You are welcome. Thank you

You are welcome. Thank you for reading.

Wow, Thank you for sharing

Wow, Thank you for sharing Elizabeth. This hit hard and right to home. NO matter how hard I try I will never really feel my wife's pain as I can never be her and the unfairness of it all. I'm rereading this and letting it sink in.

I appreciate your honesty and

I appreciate your honesty and for relating to my realizations along the way. I wish I could realize some of them sooner, but I suppose that is where grace comes in and consistency pays off. Best to you in your healing journey.

Well Said

So true - I cannot ever FEEL the pain that I heaped on my husband. It is unfair that the betrayed have so much more pain and suffering to deal with. I am grateful for God's mercy and will keep working to heal myself, but it pales to the hell my husband has to go through.
Thank you so much for your wise words.

You are welcome. Sounds like

You are welcome. Sounds like you are indeed on the road from pride to humility. I'm still traveling it! I wish you the best in your recovery.

He betrayed himself

I have been thinking about my position as a betrayed spouse and I think that my pain is far easier to recover from that the pain of my unfaithful spouse. You might think this strange, but as I watch the grief and anguish of my husband, I would never want to be in his place. I haven’t been seeing it in that light for most of the 3 months since D-day, but I’ve discovered that it really is the truth. These are the reasons why:
I can walk forward with my head held high, but he cannot; I don’t have his shame to contend with and sometimes his shame seems like an impossible hill for him to climb.
The faith I have in the Lord, that I have carried for years and years, is still intact; I have not wandered from the path and I have stayed near to God. He admits that for a time he was far from God and the path back has been very difficult.
I do not have to struggle to convince my spouse that I love him and was faithful to him, he can trust me 100%; but he lost my trust and is aware of that when he hands me his phone and when I check the history of his online activity, and when I ask him to give an account of his every movement (this has let up in recent weeks as my trust returns). I walk in freedom, he does not.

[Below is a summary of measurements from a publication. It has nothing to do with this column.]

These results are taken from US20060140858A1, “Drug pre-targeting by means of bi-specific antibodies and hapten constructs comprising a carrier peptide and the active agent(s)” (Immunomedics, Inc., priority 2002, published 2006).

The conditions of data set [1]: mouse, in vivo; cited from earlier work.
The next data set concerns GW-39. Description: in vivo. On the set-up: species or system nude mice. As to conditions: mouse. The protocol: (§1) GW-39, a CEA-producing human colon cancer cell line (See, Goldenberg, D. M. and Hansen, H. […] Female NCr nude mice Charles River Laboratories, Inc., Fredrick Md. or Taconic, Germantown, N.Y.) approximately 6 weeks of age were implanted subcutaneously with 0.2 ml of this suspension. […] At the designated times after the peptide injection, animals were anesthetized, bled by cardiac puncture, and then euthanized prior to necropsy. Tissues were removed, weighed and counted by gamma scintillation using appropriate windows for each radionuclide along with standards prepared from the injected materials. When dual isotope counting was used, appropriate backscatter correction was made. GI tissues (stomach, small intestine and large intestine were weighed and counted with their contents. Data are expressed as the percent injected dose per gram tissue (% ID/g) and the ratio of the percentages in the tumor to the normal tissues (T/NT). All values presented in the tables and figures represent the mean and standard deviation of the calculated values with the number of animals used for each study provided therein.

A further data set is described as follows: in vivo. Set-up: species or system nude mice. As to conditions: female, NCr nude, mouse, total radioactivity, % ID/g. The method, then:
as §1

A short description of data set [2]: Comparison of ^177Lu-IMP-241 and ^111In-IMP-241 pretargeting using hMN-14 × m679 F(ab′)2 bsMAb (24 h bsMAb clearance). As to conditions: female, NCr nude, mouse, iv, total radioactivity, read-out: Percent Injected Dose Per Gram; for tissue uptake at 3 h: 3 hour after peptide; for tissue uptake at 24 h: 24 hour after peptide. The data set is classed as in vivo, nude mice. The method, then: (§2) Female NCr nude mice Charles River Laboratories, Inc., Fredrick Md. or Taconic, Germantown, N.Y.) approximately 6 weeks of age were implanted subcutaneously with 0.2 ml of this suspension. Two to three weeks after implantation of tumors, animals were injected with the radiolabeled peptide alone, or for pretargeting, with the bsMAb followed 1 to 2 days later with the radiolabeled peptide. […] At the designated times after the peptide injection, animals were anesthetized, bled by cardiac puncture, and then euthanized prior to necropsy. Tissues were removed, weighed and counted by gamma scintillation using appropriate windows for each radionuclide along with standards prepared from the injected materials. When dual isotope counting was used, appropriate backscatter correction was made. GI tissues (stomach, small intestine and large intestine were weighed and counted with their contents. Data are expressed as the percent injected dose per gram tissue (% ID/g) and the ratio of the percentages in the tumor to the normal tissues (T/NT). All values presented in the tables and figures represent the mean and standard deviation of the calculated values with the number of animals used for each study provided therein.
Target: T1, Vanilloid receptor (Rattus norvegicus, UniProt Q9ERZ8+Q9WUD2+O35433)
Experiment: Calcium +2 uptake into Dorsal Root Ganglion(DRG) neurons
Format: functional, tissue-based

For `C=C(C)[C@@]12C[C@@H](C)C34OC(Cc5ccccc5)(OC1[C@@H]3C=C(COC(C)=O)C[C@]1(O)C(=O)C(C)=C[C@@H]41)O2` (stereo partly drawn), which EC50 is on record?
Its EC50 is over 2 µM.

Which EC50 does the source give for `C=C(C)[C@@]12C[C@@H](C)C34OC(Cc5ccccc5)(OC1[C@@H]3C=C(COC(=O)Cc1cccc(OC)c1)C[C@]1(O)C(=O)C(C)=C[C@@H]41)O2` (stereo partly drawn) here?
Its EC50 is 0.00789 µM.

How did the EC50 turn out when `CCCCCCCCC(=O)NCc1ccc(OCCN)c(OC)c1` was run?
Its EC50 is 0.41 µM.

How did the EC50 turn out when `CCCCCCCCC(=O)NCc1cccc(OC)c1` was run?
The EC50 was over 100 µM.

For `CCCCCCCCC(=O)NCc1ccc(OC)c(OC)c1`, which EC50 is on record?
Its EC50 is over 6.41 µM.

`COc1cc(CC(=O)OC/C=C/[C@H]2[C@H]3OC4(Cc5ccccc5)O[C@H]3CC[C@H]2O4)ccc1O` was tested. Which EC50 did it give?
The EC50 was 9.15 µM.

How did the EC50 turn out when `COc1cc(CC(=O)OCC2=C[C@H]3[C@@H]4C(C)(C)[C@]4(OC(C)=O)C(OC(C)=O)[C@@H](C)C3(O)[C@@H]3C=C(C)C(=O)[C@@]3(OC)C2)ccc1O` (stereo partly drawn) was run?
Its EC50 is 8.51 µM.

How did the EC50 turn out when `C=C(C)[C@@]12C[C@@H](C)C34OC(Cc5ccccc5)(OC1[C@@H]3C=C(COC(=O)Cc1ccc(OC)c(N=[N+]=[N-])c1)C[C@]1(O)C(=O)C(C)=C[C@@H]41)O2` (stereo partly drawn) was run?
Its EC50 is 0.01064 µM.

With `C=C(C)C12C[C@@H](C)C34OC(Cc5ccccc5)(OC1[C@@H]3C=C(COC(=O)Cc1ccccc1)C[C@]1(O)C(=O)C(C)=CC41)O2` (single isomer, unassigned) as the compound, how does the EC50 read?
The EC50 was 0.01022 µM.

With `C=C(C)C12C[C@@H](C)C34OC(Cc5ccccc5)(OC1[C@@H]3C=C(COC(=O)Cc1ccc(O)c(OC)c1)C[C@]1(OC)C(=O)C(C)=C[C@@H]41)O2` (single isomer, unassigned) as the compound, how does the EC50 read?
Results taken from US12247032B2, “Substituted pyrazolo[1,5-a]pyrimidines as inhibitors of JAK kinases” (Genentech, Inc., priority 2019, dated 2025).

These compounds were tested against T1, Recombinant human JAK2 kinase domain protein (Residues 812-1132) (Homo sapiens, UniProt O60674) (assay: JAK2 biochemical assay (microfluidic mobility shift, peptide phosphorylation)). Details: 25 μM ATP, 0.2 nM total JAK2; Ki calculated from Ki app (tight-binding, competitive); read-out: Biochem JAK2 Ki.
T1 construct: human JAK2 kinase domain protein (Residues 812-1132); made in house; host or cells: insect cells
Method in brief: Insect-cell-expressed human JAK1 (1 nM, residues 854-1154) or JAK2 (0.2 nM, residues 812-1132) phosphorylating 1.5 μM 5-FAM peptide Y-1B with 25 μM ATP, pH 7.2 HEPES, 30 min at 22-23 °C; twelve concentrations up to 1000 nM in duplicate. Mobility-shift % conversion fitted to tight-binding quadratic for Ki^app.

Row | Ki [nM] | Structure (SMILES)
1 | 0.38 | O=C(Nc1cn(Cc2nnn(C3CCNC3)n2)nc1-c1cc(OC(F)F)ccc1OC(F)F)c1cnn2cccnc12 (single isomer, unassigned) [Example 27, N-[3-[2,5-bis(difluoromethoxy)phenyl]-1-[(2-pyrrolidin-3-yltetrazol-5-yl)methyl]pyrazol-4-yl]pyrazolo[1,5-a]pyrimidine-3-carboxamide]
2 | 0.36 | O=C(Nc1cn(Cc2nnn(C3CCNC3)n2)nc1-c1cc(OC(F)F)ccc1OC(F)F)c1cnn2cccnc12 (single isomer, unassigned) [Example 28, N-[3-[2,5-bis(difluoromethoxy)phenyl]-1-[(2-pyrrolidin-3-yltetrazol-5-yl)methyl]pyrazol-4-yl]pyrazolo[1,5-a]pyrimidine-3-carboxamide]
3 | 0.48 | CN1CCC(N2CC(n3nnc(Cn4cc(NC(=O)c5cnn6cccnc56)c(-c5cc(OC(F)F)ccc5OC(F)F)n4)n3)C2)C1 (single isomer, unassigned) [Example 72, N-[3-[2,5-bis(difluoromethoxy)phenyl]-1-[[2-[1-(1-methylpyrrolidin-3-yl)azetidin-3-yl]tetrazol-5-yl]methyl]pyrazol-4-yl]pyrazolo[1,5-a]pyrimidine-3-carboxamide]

I don’t have to try to undo a tower of hurt and pain that I inflicted on someone I loved, a hurt that can never be undone, only transformed; it will always be there and never completely forgotten. I did not inflict pain on him in this way, so again I don’t have to work to redeem myself.
I am not afraid of my kids, my family members, my close friends and colleagues discovering what I have done and passing judgement or distancing themselves, that will never be a fear of mine.
I do not have to wonder if I will have the strength to be faithful into the future, no doubts there for me! 26 years of faithful commitment gives me confidence in my abilities to remain so.
I do not have to remember what it was like to live in secrecy and shame, embarrassed and haunted by my past sinful actions with others. I am free of all of this! He is not.
I have no regrets. Daily I watch him grieve that he spent the last few years of his life, as his children graduated from high school and started moving on in life, not fully present. He admits that the weight of guilt for the secrets kept him from truly savoring every moment with us. He was, and is, a family man and so this grief is immense. Some days he just sits and heaves huge sobs for what he calls “squandered opportunities”. He can’t go back in time for a do over.

So given a choice of whether to be the betrayed spouse or the unfaithful spouse, I would choose to be the betrayed spouse any day. It’s true I didn’t ask for any of this, so it might seem unfair; but he betrayed himself and injured himself far more than he did me.

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-D, Texas